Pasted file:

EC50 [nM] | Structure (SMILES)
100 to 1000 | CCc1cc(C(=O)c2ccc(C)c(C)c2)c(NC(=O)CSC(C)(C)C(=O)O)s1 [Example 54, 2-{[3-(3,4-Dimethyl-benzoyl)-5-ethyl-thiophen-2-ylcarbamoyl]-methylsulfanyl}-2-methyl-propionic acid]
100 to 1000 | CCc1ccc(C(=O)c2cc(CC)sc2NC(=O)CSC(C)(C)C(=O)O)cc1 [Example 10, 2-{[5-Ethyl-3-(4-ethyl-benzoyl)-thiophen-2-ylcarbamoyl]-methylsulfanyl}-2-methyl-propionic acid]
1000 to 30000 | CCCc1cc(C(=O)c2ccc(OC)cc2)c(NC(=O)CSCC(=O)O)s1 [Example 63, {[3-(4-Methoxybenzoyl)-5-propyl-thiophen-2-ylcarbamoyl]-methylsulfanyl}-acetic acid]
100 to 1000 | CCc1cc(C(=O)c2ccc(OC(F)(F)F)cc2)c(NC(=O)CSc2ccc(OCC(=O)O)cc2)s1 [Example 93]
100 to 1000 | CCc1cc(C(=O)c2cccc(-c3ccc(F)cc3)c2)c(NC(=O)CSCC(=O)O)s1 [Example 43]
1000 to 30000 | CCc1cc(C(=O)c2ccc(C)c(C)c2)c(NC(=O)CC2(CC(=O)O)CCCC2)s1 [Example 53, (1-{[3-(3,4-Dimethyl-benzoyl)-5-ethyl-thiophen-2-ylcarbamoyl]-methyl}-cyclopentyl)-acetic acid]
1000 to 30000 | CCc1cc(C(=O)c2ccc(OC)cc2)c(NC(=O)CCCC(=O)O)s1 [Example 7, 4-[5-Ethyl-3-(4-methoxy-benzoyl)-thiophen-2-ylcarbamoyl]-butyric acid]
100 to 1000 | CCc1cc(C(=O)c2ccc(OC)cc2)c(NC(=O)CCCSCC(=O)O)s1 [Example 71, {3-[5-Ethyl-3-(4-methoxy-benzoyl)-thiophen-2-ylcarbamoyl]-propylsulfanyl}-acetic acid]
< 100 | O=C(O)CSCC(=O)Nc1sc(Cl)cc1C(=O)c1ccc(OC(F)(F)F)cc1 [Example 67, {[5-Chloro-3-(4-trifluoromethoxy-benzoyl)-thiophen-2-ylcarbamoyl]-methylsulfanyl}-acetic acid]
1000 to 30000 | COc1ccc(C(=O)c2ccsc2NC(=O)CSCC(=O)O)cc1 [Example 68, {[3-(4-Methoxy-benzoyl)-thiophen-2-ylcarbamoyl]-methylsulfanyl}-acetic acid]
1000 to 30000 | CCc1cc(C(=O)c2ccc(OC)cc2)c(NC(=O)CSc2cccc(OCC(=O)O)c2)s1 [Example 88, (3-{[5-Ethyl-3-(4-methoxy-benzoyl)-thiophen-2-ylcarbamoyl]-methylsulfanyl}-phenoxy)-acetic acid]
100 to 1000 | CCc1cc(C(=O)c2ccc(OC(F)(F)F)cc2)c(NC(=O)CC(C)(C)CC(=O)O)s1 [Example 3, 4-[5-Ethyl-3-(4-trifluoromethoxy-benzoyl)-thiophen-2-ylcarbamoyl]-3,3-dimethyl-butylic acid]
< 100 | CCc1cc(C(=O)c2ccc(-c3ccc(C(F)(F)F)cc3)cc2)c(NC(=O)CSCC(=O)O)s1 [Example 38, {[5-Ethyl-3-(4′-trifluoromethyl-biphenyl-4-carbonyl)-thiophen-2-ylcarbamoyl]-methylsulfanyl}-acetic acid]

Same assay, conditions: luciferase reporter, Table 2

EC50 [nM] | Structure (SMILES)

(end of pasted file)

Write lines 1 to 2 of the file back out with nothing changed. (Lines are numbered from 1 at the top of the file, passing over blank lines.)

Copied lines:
EC50 [nM] | Structure (SMILES)
100 to 1000 | CCc1cc(C(=O)c2ccc(C)c(C)c2)c(NC(=O)CSC(C)(C)C(=O)O)s1 [Example 54, 2-{[3-(3,4-Dimethyl-benzoyl)-5-ethyl-thiophen-2-ylcarbamoyl]-methylsulfanyl}-2-methyl-propionic acid]